As part of a nostalgia season we’re having in the bureau this month, I thought I’d revisit some of my more meaningful blog posts. I hope you enjoy them:
When Maria’s carer phoned us with this challenge, we thought it might be an impossible task.
Maria Stanislav, aged 53, was born in Staffordshire to Polish and Yugoslavian parents who had come to England during World War Two. Her mother, Anna, was a 28-year-old widow when she married Maria’s father, Jan, in 1950. Anna had a son called John from her first marriage, and was working as a canteen assistant in the Ordnance Depot in Bicester. After they were married, Anna and Jan went on to have three children, the youngest of whom was our client, Maria.
Because Maria was now severely disabled and unable to make herself understood easily, her carer, Brenda, called us to see if we could help. Acting as an interpreter, Brenda explained that Maria had lost touch with all her family members and desperately wanted to know where her mother was buried and whether we could find out anything else about her or Maria’s father. Most of all, Brenda explained, Maria just wanted a photo of her mum.
Finding photos of specific people is not an easy task. Sometimes you get lucky on Facebook. Occasionally, you will find one attached to a public family tree on Ancestry.co.uk. Less often still, one appears on a website posted by a member of the same family. Given Anna’s nationality and the era in which she lived – long before social media had been invented – we didn’t hold out much hope of being able to help. But Maria and Brenda persisted. “She really wants this,” said Brenda. “Please, will you do what you can?”
Our starting point was to track down Maria’s surviving family members and try writing to them. Maria’s parents had both already died and we could find no trace of siblings for either of them on the British BMD indexes. Looking for cousins would have meant finding Polish or Yugoslavian records on-line, which, we knew from experience are few and far between. Maria’s older sister, Nadeja, had actively broken contact with her and had even refused to tell Maria where their mother was buried, so we didn’t think she would be open to communicating with us. Maria’s older brother, Henry, was apparently living in Sussex under a different name – unfortunately for us, it was an anglicised name which was far more common than his original Polish surname.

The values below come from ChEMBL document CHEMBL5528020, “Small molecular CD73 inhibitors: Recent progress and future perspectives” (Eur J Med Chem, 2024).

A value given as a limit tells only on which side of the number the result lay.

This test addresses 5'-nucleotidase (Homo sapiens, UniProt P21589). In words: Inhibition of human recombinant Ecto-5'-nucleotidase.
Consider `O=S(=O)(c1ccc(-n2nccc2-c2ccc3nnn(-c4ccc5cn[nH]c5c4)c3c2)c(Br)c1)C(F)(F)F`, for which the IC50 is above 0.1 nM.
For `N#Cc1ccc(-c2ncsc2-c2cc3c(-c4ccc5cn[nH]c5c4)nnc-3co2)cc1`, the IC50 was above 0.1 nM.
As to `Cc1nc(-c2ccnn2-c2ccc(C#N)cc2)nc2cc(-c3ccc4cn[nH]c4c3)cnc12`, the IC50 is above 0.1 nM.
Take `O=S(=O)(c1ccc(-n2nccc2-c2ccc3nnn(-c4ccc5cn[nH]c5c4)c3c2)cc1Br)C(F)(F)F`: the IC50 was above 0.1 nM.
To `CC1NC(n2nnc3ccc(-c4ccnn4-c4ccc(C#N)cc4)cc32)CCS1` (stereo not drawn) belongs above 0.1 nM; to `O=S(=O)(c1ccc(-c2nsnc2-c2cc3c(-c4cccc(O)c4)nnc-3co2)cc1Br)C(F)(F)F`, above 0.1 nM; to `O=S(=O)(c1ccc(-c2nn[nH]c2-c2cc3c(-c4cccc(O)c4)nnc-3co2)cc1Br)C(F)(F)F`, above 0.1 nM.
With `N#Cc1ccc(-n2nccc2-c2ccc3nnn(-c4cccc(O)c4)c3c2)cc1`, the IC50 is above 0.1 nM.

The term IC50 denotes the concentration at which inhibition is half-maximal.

Using the marriage and birth indexes we found several people who we thought might be Maria’s nieces. We wrote to them but the letters were returned unopened. We wrote to all the men in Sussex living under her brother’s new name, but no responses were forthcoming. No-one, it seemed, would even respond to us, never mind send us a photo.
Our last hope was to look for anyone who shared the unusual Yugoslavian surname of Maria’s half-brother. There were a few individuals, but we couldn’t tell how they all fitted together. We decided to write to them all and, yet again, after three months we decided that our attempts had come to nothing.
Until . . . two days ago, one of our pre-addressed envelopes was pushed through the door, with an intriguing thickness to it. It had been sent by the ex-wife of Maria’s half-brother and contained a photo from her wedding day. “Maria’s mum,” the letter said, “is the lady with the white handbag.”
We phoned the sender of the photo and asked if she would mind Maria getting in touch, then immediately forwarded it to Maria with contact details. The next morning Brenda called. “You can’t know how happy this has made Maria,” she told us, “This is the best thing that’s ever happened to her.”
Some days you simply can’t beat this job!